operation appears complete success. Four liters removed, feel much better. Thanks for your prayers and good wishes. Three to five days in hospital, hope to return to normal life.
Get well soon, Prof. Rubin!
Glad to hear. Hope you have a comfortable convalescence.
Happy to hear that !
Godspeed ! Our prayers are with you.
Thank you for the update.
Absolutely wonderful news. Refu’a shlema!
All the best to you!
Glad to hear the good news!! Good Luck with your recovery.
Wonderful … may you live to 120!
Hi! Refuah schlaima! I remember a Barry Rubin who lived on Fargo and then made aliyah with his parents. Are you tha one and the same? Right now, I am reading the Jerusalem Post with a review and explanation of your book. Looks good.
Will be in your town for a family wedding in October. I will definitely spend some more time in tel aviv than I have in the past, due to your comments. Be well , Eliane ( ezras israel)
Life goes on,thank God !
Julie Aftab is only 26-years-old, but she’s seen more trauma and tragedy than most individuals her age. Ten years ago, while she was living in Pakistan and working as an operator in a tiny office, she was brutally attacked with acid….Aftab recounts the events that led to the vicious assault she faced at the tender age of 16. One day, while she was working at an office in Pakistan, she recalls a man coming in and asking if she was a Christian (he noticed a cross necklace she was wearing). When she responded “yes,” he began to yell at her, claiming that she was hell-bound for refusing to embrace Islam.
Eventually, the man left — but he came back less than an hour later to up the ante on his attacks. He promptly threw a bottle of battery acid on the teenager, burning her face and body instantly. When she tried to escape, a second man grabbed her her and poured the dangerous substance down her throat.
In a description reported by The Daily Mail, Aftab’s teeth began to fall out and her esophagus was substantially burned. As she sought help in the streets outside of the office, a woman poured water over her and took her to the hospital. But the bizarre and traumatic experience didn’t end there. When she arrived for treatment, doctors refused to help her — because she was a Christian.
Inevitably, the hospital turned her away and, as her family desperately sought treatment for her, others did as well. Finally, a hospital agreed to treat her; the damage to her body was extensive. Aftab couldn’t speak or move her arms, she was missing an eye and eyelids and the majority of her esophagus was burned.
Doctors thought the young woman was bound to die, but she survived after nearly one year in the hospital. But her survival — seeing as she was an open Christian who denied Islam — was lamented by many. The Chronicle continues:
“Aftab quickly learned that in her old neighborhood, she was a pariah. Her mutilated face was plastered on the news, associated with insulting Islam. Her family was persecuted, and their house was burned down. ‘They wanted to hang me,’ she said. ‘They thought it would be an insult to Islam if I lived.”
Today, she lives on and is rebuilding the pieces of her life that were taken away from her so savagely. Initially, she was angry, wondering why God would allow such a horrific event to happen to her. Today, she has learned to forgive.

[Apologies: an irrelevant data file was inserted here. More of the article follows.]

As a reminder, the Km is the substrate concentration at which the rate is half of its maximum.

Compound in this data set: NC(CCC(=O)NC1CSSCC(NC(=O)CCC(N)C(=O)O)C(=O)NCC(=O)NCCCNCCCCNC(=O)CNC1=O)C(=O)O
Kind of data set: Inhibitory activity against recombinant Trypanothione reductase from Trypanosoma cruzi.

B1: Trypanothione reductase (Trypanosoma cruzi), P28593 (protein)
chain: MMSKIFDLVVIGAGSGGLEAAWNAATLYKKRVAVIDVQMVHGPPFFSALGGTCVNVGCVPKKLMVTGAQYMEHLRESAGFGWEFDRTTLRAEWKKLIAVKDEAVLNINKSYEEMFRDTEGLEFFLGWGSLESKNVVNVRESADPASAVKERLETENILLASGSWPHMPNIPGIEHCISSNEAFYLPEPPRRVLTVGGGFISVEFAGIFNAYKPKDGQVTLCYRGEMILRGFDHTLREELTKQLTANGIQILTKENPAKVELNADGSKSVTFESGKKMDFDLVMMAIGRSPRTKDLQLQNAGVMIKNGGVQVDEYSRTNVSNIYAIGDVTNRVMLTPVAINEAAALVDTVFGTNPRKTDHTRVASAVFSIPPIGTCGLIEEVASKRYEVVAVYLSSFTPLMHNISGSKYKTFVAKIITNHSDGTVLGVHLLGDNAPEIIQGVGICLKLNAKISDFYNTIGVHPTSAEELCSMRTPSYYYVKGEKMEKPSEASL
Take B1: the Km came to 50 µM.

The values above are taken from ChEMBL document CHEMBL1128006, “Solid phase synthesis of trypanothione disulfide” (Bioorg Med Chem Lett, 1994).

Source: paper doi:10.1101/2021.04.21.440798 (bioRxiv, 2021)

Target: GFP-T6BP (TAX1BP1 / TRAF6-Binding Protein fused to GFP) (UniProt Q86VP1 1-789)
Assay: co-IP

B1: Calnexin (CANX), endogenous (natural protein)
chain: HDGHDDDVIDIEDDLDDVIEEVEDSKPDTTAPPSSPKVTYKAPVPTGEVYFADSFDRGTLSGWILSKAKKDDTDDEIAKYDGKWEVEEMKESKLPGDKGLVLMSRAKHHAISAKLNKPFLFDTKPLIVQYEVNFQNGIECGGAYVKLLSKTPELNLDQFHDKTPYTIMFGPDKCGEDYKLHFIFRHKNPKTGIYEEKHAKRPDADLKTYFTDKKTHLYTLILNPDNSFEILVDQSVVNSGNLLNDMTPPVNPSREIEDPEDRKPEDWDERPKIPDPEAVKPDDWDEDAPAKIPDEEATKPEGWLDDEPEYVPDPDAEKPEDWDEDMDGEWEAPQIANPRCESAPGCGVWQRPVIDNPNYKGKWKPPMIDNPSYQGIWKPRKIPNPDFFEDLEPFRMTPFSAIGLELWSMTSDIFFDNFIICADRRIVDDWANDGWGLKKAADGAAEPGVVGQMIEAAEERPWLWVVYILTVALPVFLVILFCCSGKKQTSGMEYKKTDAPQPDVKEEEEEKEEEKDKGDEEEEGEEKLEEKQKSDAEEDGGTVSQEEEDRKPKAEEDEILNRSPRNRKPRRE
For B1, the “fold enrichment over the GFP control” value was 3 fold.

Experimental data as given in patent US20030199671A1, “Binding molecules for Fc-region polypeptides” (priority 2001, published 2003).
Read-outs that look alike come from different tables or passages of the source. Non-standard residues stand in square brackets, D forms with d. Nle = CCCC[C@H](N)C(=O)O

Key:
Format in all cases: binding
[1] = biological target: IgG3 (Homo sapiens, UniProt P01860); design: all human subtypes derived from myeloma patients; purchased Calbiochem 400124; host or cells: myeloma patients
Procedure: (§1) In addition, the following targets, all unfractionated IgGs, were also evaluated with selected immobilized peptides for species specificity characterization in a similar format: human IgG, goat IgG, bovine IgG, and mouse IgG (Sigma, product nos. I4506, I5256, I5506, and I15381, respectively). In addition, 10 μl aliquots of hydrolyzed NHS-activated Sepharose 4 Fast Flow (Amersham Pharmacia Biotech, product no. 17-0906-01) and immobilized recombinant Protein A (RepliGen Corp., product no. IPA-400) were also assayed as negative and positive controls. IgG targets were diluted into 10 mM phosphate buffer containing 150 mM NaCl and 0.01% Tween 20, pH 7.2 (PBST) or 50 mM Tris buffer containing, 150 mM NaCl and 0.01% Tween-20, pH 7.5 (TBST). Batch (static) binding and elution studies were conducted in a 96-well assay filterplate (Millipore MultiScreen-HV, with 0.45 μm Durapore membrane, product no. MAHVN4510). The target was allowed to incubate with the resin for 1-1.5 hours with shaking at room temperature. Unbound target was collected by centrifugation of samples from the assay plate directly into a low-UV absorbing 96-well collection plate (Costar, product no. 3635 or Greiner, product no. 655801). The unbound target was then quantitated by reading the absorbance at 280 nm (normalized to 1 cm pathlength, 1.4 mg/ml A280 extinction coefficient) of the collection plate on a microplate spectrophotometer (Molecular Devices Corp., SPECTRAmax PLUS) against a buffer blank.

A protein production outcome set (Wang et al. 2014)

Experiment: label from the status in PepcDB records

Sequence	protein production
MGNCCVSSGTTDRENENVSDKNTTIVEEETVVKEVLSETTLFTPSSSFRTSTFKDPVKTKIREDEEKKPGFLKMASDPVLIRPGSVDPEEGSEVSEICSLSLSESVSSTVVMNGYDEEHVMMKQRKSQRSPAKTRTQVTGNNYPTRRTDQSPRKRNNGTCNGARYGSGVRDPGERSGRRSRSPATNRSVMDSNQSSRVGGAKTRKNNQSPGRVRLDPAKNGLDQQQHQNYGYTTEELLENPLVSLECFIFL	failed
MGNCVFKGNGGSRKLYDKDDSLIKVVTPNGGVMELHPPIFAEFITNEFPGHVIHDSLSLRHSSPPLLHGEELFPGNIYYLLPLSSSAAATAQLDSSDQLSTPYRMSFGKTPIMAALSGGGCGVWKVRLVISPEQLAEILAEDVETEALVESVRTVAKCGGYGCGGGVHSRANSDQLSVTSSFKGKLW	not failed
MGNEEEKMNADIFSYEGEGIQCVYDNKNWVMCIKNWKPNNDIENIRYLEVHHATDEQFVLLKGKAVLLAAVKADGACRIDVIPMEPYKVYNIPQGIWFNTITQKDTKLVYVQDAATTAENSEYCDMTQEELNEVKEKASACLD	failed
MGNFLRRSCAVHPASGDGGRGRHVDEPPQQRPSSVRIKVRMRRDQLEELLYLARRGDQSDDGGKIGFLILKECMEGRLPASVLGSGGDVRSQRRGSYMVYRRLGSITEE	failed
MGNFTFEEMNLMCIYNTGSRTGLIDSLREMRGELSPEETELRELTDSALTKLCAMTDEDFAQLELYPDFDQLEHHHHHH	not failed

Now, she calls her scars “my jewel, my gift from God.” This month, she is scheduled to take her citizenship test, and she is continuing her studies as an accounting major at the University of Houston, Clear Lake — truly a story of triumph over tragedy.
Dear Prof. Rubin:
You are my favorite writers, and I look forward to reading your emails and colomns daily. I was so sorry to read of your illness. You were in my thoughts and prayers, and I happy that the operation was a success.
Stay positive Mr. Rubin
Thank you so much for taking the time to think of your devoted readers. You are an extraordinary man. Your PJM photo radiates that kindness.
I haven’t written before but I’d like you to know that you have been in my thoughts.
You are turning me into quite the crybaby. First I cried when I read that you were sick, then I cried when I found out you were better!
I was lucky enough to find your blog when you first starting writing it. Whenever something was going on in the Middle East, I always had to see what Barry had to say about it. This was easy because almost every blog I read either quotes you or links to you.
My knowledge of the Middle East comes from a variety of sources, but I always trust a historian first. Only historians can show how the past has affected the present. That is where you come in, Barry. You know a lot more history than I do. I find your input valuable in helping me form my own opinions. Plus, you seemed to have rubbed shoulders with an assortment of other knowledgeable people and this gives your perspective even more weight.
I hope and pray that God is kind to you and us, and that when you die is it from extreme old age.
You have become a part of daily life for me and many other people. Our thoughts are with you.
Just thought to post again, to let you know that we are thinking about you and we keep sending best wishes and prayers.
Thank God you got thru it and are doing well. Would not know what to do with out you …
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